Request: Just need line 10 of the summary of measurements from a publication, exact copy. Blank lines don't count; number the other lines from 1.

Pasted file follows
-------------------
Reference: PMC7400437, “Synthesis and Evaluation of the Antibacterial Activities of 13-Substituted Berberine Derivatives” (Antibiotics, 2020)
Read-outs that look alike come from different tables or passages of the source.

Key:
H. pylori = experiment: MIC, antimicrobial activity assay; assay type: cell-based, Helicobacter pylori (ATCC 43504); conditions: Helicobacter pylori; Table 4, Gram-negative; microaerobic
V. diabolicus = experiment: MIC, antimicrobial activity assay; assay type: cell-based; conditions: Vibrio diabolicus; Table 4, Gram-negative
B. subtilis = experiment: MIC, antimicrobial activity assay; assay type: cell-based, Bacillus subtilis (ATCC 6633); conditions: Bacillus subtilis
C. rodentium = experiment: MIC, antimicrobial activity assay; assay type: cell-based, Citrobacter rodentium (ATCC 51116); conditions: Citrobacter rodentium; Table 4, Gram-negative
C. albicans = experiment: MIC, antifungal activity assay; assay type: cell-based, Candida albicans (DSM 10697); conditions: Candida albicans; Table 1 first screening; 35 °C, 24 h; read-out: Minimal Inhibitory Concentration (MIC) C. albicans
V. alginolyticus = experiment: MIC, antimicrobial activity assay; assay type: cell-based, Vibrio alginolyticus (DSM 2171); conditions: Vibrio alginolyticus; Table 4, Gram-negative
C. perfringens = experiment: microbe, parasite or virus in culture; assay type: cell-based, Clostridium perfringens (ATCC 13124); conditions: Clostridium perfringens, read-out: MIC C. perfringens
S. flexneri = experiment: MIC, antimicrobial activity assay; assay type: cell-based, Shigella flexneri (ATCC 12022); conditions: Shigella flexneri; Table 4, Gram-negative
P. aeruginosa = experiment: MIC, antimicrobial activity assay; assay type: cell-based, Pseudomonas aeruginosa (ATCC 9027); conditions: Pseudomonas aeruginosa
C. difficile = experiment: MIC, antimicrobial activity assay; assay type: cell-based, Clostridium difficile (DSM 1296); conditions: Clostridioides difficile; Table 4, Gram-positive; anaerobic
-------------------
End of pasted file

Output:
C. perfringens = experiment: microbe, parasite or virus in culture; assay type: cell-based, Clostridium perfringens (ATCC 13124); conditions: Clostridium perfringens, read-out: MIC C. perfringens